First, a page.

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The Power of Religion in the film The Crucible - Essay Example

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To put the film “The Crucible” in proper perspective, it is important to note that the film was actually inspired by an actual event that happened in Salem, Massachusetts in 1692…
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The Power of Religion in the film The Crucible
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The Power of Religion in the film The Crucible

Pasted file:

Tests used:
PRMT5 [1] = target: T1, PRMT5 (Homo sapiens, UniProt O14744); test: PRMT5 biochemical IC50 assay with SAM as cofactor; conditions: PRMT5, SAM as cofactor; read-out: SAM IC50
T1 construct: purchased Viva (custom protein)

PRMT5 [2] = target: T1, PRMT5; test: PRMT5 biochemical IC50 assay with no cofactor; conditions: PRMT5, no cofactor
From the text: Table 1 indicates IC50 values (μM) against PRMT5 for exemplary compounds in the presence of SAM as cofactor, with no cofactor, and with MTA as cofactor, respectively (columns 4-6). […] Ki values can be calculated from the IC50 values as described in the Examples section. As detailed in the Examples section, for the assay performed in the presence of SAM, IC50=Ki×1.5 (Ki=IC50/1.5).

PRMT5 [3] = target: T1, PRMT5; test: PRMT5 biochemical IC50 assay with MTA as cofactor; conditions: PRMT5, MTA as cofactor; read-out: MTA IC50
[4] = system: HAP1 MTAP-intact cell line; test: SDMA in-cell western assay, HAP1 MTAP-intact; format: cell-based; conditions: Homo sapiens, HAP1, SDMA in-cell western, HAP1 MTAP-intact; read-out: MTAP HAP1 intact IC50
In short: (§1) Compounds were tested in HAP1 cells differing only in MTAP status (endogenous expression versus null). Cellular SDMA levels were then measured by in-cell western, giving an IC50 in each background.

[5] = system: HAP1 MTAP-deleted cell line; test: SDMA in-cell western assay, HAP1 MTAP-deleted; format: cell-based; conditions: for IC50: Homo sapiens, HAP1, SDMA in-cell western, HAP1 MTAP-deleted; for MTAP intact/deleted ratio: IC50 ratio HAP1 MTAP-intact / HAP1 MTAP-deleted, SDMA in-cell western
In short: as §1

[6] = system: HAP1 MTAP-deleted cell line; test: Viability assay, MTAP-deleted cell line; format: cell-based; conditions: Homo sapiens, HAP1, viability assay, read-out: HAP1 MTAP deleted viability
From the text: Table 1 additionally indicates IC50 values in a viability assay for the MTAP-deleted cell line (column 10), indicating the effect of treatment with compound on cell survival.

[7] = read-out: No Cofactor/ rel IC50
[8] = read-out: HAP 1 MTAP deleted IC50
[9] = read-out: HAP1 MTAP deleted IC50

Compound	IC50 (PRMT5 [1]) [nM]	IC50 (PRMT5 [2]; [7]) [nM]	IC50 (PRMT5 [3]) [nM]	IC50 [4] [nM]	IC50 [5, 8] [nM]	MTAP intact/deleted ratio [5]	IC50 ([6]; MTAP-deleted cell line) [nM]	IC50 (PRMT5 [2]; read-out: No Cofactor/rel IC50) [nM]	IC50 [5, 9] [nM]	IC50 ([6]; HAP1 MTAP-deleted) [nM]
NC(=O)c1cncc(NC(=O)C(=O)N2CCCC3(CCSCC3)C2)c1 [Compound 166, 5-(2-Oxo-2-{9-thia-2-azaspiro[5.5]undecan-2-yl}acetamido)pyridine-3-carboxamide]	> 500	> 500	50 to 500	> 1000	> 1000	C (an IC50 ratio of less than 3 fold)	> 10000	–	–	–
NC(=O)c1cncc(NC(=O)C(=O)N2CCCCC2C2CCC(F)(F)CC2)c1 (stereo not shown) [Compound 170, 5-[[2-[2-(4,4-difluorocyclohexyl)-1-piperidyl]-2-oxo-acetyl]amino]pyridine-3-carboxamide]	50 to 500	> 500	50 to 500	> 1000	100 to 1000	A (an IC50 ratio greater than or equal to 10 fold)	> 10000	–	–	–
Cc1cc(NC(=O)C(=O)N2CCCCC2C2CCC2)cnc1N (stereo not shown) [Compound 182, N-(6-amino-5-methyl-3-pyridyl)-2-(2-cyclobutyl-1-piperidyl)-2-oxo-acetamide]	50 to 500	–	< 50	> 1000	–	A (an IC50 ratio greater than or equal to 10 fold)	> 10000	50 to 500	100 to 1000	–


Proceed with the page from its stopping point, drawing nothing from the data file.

Download file to see previous pages... According to the author of the film Arthur Miller, he lent credence to the accuracy of the historical and political context of the film by admitting that the characters were portrayed as accurately as possible as they were “drawn to the best of my ability in conformity with their known behavior” (Burns, 2010). Indeed the film accurately depicted the prevailing political and historical milieu of the time. During that time, Puritans from England settled in Massachusetts and their religious background was heavily reflected in the theme of the film. The character’s particular predisposition towards religion which became the catalyst of the prosecution and legal proceeding was also the highlighted. The subtleties of fear and anxiety during that time were also revealed. It has to be noted that during that time, Salem was in perpetual fear of Indian invasion which made the village susceptible to believe that they were being punished by God with their Puritan background. The detail of the trial, along with other circumstances in the film, was understandably altered to make the film more dramatic and be commercially attractive for public viewing. For example, the main protagonists, Abigail Williams, was actually 11 year old while John Proctor was actually 60 years old when the actual event happened (McGill, 1981). With regard to the proceeding of the trial, the film was able to portray how flawed the legal process of the time. The film was able to portray how frivolous evidences such as spectral evidence or evidence based on dreams and visions become admissible in court during that time (Linder, 2009). Testimonies based on hearsays were also considered. The sitting Chief Magistrate, William Stoughton was not even qualified as a Chief Justice because he was not even a lawyer but a theologian. As a result, the office which was supposed to dispense justice became an enforcer of religion. II. Reveal whether the film presents a realistic account of the legal process for the time; In 1692, witchcraft was considered a crime and anybody who is tried for the crime will be denied legal counsel. This was adequately portrayed in the movie. The obstinacy of the magistrates in dealing with anything that has something to do with the “devil” was also dramatically highlighted. The infirmities of the legal process of the “Salem Witchcraft Trial in 1692” were also realistically illustrated in the movie. The admission of spectral evidence in court was also highlighted in the film. Indictment and execution of the accused were also carried out with only accusation, gossips and hearsays as evidence. In general, the film was able to realistically portray how an extremist religious fervor can impair a legal process and turn it into a tragedy when taken into extreme. III. Reveal if the film presents a unique understanding of how law actually works/worked versus what the law on the books as it is/was; To illustrate that the film has a unique understanding how the law actually works in the specific setting of the film “The Crucible”, the law that makes witchcraft a crime actually existed in the books as early as 1641. The enforcement and prosecution were only made twice; first in 1688 when Martha Goodwin, a local teenager, exhibited a bizarre behavior after an argument with a laundress named Goode Glover (Anon., 2011). The second incident was in 1692 of which the film “The Crucible” was based upon. In this film, the power of the religion and the church on the legal system was underscored. It revealed how religion, in the name of faith and defeating the demon, can trample ...Download file to see next pagesRead More
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